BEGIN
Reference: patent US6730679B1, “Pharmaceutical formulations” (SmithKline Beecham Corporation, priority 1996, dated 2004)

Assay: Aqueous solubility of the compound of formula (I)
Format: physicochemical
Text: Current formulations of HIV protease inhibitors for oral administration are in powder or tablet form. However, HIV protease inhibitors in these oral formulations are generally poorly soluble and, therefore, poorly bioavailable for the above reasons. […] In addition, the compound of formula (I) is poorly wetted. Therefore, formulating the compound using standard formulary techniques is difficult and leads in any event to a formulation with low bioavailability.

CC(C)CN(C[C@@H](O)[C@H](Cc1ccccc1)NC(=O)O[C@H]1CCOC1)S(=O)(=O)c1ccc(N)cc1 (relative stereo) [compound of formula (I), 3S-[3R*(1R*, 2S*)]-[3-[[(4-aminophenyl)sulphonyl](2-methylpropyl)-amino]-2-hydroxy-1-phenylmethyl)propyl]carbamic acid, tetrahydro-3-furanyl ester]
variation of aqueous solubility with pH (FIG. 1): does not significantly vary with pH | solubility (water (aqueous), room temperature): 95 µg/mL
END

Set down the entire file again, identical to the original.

Reference: patent US6730679B1, “Pharmaceutical formulations” (SmithKline Beecham Corporation, priority 1996, dated 2004)

Assay: Aqueous solubility of the compound of formula (I)
Format: physicochemical
Text: Current formulations of HIV protease inhibitors for oral administration are in powder or tablet form. However, HIV protease inhibitors in these oral formulations are generally poorly soluble and, therefore, poorly bioavailable for the above reasons. […] In addition, the compound of formula (I) is poorly wetted. Therefore, formulating the compound using standard formulary techniques is difficult and leads in any event to a formulation with low bioavailability.

CC(C)CN(C[C@@H](O)[C@H](Cc1ccccc1)NC(=O)O[C@H]1CCOC1)S(=O)(=O)c1ccc(N)cc1 (relative stereo) [compound of formula (I), 3S-[3R*(1R*, 2S*)]-[3-[[(4-aminophenyl)sulphonyl](2-methylpropyl)-amino]-2-hydroxy-1-phenylmethyl)propyl]carbamic acid, tetrahydro-3-furanyl ester]
variation of aqueous solubility with pH (FIG. 1): does not significantly vary with pH | solubility (water (aqueous), room temperature): 95 µg/mL